Asia was indeed tottering on the edge with dancers on extended platforms along the Cavenagh Bridge and divers on stand-by.
Asia on the Edge 2008 opened on November 28 with a charity gala reception and Origin, a performance piece that had many tourists in bumboats clicking away excitedly. Coloured lights on the bridge glowed to life as the music began. A steady hum of ohm filtered across the river and a globe-like screen ascended. Dancers clad in cultural costumes flitted down the “runways”, some carrying the wayang-wayang (kites in Malay). The chanting grew louder and the dancers moved with precision to the beats.
Noelle Tan of Sixth Sense PR tells us that the segments and “the costumes are influenced by these traditional performing arts and culture of the Asian countries:
Route makers – India (Odissi dance)
Soul engineers – China
Mind farmers – Korea / Japan
History Painters – Indonesia / Malaysia
It was a colourful affair at the Cavenagh Bridge but sadly, the rush of excitement dissipated quickly as the performance was like a clockwork, steady but repeated. Surprising the audience with something more unexpected would have made a spectacular show, but Origin was divided into recurring segments:
1. Music plays while the dancers walk along the bridge, allowing the next set of dancers to take the ‘stage’.
2. Once the dancers are in position for the next act, the music stops.
3. Next track plays, dancers start moving, screen lights up to feature the shadow of one of the dancers.
4. Dance continues while screen shows video installation.
5. Track stops. Dancers stop.
(Return to Step 1)
The dance began in sync, sensitive to the beats with angular body shapes but later on became messy. We could spot some dancers whose movements were more musical than others. Later, we confirmed with the organisers that the dancers were in their late teens to late twenties and started rehearsing from mid October.
- Route makers – student dancers from Bishan CC Indian classical dance group.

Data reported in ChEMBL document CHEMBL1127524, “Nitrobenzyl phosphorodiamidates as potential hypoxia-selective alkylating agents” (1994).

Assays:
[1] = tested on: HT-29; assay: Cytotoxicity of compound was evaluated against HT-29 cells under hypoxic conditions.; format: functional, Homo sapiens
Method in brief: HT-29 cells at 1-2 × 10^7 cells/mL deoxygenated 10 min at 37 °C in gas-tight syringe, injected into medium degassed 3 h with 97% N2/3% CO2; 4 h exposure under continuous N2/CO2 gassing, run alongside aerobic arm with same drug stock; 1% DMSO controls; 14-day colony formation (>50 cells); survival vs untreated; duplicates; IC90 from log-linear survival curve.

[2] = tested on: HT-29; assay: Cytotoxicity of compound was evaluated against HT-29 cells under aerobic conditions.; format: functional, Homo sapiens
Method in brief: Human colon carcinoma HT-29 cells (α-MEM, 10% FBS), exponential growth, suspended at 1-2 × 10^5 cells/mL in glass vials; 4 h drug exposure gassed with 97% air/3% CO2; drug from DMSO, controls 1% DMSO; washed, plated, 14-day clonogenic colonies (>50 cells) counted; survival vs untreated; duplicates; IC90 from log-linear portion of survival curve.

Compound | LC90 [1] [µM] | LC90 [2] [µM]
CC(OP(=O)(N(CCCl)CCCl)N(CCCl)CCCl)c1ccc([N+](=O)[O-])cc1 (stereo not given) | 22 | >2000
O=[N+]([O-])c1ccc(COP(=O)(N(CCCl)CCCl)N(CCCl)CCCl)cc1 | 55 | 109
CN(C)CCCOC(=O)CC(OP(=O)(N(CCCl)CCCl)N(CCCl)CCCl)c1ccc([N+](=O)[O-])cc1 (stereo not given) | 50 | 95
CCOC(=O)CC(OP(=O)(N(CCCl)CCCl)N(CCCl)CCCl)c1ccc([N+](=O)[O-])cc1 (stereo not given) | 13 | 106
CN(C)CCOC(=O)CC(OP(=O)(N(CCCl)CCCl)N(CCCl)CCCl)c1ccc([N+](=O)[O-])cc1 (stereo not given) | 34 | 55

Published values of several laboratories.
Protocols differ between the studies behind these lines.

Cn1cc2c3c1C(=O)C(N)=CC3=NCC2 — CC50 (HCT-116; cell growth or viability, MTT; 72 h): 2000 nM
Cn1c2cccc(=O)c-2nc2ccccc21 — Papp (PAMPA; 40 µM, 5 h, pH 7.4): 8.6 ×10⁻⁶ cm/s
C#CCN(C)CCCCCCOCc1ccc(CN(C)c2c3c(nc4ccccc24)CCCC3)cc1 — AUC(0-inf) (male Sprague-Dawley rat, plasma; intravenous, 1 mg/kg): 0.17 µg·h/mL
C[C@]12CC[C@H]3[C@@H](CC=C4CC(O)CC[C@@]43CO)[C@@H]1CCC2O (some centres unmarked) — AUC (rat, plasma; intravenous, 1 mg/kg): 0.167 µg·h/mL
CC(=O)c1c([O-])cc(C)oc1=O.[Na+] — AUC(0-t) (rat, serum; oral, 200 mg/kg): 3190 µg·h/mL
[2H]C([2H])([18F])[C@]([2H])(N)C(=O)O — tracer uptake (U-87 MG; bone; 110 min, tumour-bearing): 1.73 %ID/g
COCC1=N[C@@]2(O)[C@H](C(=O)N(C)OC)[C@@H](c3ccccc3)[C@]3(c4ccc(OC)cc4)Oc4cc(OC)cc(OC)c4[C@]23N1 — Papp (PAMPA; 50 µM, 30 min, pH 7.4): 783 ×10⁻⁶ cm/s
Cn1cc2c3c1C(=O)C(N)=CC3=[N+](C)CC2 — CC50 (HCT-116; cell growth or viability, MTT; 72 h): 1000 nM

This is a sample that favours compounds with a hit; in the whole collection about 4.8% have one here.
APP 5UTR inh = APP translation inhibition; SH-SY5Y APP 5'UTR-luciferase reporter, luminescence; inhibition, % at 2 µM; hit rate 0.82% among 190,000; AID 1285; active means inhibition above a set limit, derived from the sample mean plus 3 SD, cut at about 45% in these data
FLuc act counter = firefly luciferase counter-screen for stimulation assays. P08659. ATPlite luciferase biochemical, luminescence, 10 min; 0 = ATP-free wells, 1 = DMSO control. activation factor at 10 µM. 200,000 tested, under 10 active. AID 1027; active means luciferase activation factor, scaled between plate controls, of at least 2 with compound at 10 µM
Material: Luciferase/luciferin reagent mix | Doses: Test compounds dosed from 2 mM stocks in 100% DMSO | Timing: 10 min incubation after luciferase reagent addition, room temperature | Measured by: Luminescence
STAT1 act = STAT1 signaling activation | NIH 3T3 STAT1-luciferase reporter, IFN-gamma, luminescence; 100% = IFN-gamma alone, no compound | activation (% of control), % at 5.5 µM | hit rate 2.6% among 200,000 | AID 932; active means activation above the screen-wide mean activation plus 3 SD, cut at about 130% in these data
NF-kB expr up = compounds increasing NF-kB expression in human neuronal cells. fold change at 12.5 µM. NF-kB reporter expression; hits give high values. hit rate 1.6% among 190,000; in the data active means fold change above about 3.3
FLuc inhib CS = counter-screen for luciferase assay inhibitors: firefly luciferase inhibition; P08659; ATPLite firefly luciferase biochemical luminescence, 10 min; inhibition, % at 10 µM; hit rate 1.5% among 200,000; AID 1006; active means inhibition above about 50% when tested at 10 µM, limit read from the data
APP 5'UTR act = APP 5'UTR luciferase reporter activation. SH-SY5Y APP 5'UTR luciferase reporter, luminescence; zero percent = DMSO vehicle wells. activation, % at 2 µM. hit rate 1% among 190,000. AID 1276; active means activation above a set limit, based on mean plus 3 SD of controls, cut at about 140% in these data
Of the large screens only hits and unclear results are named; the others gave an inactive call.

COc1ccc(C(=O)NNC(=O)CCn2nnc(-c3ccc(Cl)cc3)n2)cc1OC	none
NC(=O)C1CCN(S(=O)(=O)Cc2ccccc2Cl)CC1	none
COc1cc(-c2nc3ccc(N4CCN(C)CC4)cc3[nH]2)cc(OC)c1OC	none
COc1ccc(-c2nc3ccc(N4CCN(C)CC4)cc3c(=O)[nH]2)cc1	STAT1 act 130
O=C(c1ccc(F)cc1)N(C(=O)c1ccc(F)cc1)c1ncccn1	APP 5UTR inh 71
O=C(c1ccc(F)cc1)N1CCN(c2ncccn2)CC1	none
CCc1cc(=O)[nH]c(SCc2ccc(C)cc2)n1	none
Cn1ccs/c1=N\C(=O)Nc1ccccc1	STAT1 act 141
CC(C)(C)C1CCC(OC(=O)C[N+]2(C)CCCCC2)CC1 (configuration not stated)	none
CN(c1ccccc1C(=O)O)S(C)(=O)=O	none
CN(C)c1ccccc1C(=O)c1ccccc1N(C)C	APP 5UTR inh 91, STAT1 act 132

- Soul engineers – marital arts students (red/black costumes) from Martial house
- Mind farmers – 2 female professional classical dancers from Korea + individual professional dancers from Singapore
- History Painters – student dancers from Bedok CC
At the end of the performance, the dancers walked off towards The Arts House and the audience standing on the bridge followed them in that direction in hope to see a continuation of the performance… but there wasn’t any.
The first time we viewed the performance, we were standing along Fullerton’s Tome with the other invited guests. However, we wanted to get into the thick of the performance so we viewed the second performance at 9:30pm as well but we stood on the bridge itself to catch more details of the experiential performance.
A representation of Asia’s Arts?
There was not enough publicity for the opening. Compared to the Singapore Arts Festival’s opening which was held in the same area and was fully packed, most of those whom we interviewed were there by chance. There was no announcement to say what the performance was about and that it was starting soon either.
Asia may have kicked off with a shaky edge but we are certain that Asia’s talents will have the opportunity to showcase their works with the various events and seminars happening throughout the week.
Photos by Lynette Lan & Lum Eng Kit